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her younger days to keep a roof over her head." The husband was persuaded and conveyed the property to his wife on June 14, 1905. Upon conflicting oral testimony the master finds that the wife "made, in substance, an agreement that, if he would deed the property to her, she would use the children alike; and that he transferred said property to her because of said agreement and relying upon it." As a supplementary inference of fact, made necessary by the absence of a finding of fact by the master, the judge found that the words "use the children alike," or equivalent words, "did not mean, and were not understood to mean, any agreement to dispose of the property equally among the children or even to the children at all." While it might well have been inferred from all the circumstances, including the terms of the will of the husband, that the agreement to "use the children alike" had reference to and was intended to provide for an equal division of such property as remained unexpended at the death of the wife, nevertheless, when consideration is given to the natural, just and legitimate claim of the wife that she should have the property which the husband possessed as the fruit of his and her joint labor and sacrifices, and that she should be left to deal fairly and justly with those of her own flesh and blood, and when regard is had to the fact that the agreement in dispute is meagre, is bare of words of certainty, and is capable of diverse interpretations, the inference of fact drawn by the judge, as a logical conclusion from the facts found by the master, was justified. American Circular Loom Co. v. Wilson, 198 Mass. 182, 200. Smith v. Kenney, 213 Mass. 6. Fairbanks v. McDonald, 219 Mass. 291.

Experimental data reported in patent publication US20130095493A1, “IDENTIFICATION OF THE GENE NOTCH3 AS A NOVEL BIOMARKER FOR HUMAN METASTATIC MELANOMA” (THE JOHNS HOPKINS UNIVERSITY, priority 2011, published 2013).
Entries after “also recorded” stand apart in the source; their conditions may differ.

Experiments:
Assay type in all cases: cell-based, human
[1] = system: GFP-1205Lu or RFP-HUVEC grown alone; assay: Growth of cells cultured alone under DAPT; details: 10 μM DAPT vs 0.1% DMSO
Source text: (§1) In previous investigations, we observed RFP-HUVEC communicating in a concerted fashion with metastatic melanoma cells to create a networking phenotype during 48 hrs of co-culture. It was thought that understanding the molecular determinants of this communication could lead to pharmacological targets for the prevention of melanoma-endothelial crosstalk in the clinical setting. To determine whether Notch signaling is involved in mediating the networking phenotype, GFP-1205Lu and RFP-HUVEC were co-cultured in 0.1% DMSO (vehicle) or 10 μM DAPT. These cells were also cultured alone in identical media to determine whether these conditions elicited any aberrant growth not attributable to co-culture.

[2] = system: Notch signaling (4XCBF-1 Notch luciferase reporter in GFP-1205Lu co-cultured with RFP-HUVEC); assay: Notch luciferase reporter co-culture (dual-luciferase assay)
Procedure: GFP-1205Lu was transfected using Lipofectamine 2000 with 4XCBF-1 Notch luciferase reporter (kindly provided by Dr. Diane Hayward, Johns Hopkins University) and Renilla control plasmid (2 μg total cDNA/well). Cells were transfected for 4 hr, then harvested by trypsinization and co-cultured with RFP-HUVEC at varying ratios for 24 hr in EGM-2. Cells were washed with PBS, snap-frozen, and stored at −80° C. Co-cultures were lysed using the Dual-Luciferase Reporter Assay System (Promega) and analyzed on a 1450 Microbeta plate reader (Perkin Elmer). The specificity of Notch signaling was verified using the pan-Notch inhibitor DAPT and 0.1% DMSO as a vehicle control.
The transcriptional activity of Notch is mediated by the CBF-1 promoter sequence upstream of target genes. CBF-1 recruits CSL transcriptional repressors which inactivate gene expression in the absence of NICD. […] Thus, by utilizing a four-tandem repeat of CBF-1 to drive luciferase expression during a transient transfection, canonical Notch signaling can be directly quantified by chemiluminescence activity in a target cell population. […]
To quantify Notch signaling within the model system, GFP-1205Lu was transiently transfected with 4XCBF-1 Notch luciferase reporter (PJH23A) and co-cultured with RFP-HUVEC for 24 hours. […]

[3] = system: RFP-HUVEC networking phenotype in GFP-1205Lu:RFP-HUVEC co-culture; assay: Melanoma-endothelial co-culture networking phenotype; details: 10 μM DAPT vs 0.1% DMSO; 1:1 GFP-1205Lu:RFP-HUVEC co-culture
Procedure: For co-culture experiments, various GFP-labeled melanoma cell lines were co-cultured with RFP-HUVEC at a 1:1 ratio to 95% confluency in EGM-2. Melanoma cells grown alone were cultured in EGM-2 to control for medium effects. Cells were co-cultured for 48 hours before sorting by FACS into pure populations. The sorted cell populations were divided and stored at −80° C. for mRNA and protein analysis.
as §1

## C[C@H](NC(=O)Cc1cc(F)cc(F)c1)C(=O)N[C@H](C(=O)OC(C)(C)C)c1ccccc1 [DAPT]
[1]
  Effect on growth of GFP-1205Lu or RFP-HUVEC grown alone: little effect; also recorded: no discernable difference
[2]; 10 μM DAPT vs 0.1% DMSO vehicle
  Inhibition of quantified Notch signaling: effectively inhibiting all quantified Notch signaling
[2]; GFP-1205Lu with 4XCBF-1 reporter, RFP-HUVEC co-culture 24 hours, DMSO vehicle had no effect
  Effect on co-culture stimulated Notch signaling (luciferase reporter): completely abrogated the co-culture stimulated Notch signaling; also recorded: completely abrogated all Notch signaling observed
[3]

With the finding that there was no agreement to dispose of the property equally among the children, the remaining facts warranted the finding of the judge and of the master "that both Jeremiah Reardon and his wife, at the time of this conveyance, understood that the property was to be absolutely Ann C. Reardon's, and that she was to have full power of disposing of the property as she saw fit."

The finding of the judge and of the master "that the deed conveying said real estate to Anastatia was made by her [Ann] voluntarily without being unduly or improperly influenced thereto by Anastatia and that she so made it because she desired to prefer

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Anastatia on account of the care she had been given by her daughter for many years and because she thought she might do this without injustice to the other children, and that at the time of making said deed she was of sound mind," cannot be said to be clearly wrong, as it is supported by reported testimony and by subsidiary facts. Harvey-Watts Co. v. Worcester Umbrella Co. 193 Mass. 138, 142, and cases cited.

We do not find it necessary to decide whether a constructive trust could be enforced were the facts such as they are claimed to have been by the plaintiff. See Basford v. Pearson, 9 Allen 387; Twomey v. Crowley, 137 Mass. 184; Moran v. Somes, 154 Mass. 200; Ames Lectures on Legal History, 429, 431. Compare 12 Mich. Law Rev. 444. The facts as found do not establish an express or constructive trust and the decree must be affirmed.

So ordered.